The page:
This innovation has sponsors. Besides the Hovinds’ gift, the Overlake Medical Center Foundation & Auxiliaries raised an additional $1.1 million at the 2013 Bandage Ball, its annual fundraising gala and auction. To date, the foundation has received more than $4 million in donations for the new center.

This investment is made to last, said Rowell. “There is room in this center to grow and serve the Eastside for at least 20 years. We don’t know what the technology is going to be in 20 years … so we built flexibility into the design.”

Always Something New

Transcatheter Aortic Valve Replacement (TAVR) is a new, minimally invasive treatment for some forms of aortic valve stenosis — abnormal narrowing of the aorta. The procedure allows for insertion of an artificial valve using a catheter advanced to the heart through the groin artery. Patients who have TAVR typically have a small incision in the groin and are walking within 12 hours.


Cardiac Care at Overlake

• Nearly 40,000 patients received cardiac care at Overlake in 2012
• Top 10 percent in the nation for “door-to-balloon” time
• First open-heart operation on the Eastside in 1987 and, 25 years later, still the only hospital on the Eastside offering open-heart surgery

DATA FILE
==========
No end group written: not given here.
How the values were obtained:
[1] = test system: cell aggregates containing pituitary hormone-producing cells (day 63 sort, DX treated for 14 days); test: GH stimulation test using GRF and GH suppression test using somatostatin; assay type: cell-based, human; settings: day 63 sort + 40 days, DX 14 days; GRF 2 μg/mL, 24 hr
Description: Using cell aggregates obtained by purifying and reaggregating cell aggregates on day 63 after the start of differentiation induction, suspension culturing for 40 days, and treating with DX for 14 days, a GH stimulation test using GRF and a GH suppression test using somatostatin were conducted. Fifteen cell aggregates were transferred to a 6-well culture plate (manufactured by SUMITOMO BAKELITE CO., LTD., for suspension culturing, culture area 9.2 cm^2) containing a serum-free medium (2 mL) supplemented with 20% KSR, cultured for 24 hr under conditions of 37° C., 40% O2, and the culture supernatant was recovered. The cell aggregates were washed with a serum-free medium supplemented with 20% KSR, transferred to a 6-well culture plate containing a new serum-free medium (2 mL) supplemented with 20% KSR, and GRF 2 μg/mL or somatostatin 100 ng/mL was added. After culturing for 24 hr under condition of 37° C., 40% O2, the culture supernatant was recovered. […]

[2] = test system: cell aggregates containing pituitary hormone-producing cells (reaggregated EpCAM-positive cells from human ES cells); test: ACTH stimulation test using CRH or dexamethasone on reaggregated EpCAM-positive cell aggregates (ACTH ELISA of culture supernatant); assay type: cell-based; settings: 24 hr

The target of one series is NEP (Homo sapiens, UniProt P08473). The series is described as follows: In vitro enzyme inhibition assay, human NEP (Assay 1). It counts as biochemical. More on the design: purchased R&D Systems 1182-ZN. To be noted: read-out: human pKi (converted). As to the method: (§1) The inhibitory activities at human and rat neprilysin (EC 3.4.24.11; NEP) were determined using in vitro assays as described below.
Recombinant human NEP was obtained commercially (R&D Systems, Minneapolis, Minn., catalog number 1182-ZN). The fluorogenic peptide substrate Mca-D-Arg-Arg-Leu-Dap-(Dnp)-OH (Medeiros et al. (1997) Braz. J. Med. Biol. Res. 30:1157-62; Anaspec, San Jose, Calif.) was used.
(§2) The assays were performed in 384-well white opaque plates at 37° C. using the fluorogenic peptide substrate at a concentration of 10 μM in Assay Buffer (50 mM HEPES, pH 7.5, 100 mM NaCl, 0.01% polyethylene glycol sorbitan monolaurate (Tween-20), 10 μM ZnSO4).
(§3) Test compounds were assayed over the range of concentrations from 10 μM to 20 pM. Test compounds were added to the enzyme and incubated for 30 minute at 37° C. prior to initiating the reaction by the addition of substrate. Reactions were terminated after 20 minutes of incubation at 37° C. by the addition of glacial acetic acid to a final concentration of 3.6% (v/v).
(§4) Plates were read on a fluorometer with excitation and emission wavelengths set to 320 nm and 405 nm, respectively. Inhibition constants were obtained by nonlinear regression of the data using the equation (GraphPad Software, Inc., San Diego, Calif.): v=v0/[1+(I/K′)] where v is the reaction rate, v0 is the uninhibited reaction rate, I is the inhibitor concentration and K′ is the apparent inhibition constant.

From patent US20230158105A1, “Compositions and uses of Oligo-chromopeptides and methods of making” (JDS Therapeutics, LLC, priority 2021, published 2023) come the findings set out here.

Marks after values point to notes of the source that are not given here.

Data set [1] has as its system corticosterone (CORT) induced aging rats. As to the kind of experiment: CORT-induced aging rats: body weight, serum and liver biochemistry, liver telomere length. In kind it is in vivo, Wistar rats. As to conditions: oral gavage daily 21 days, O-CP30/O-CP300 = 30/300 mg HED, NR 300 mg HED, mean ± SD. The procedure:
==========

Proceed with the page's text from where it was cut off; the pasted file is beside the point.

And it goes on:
• First to perform acute angioplasty in the Puget Sound region
• First to perform endovascular repair of aneurysms on the Eastside
• Only electrophysiology labs on the Eastside
• First in the state and one of only 20 hospitals in the country to test bioabsorbable stents

Getting Back Your Rhythm

One treatment for non-life-threatening arrhythmia is called catheter ablation; it’s a fairly low-risk procedure in which high-frequency energy is delivered through a long, thin, flexible tube put into a blood vessel. The tube guides into a small area of tissue inside the heart that’s triggering the abnormal rhythm. The tip of the catheter heats up with radiofrequency energy, creating a small scar on the tissue so the arrhythmia can no longer travel through the area and thus no longer occur.

David and Shelley Hovind, Heart & Vascular Center

Overlake Medical Center, 1035 116th Ave. N.E., Bellevue
Opened: Aug. 5, 2013
Price tag: $14 million
Size: 19,200 square feet
Architect: TGB Architects
Mechanical designer: EEI Engineers
Electrical designer: Coffman Engineers
Contractor: GLY Construction
Plumbing: MacDonald Miller
Electrical: H&M Electrical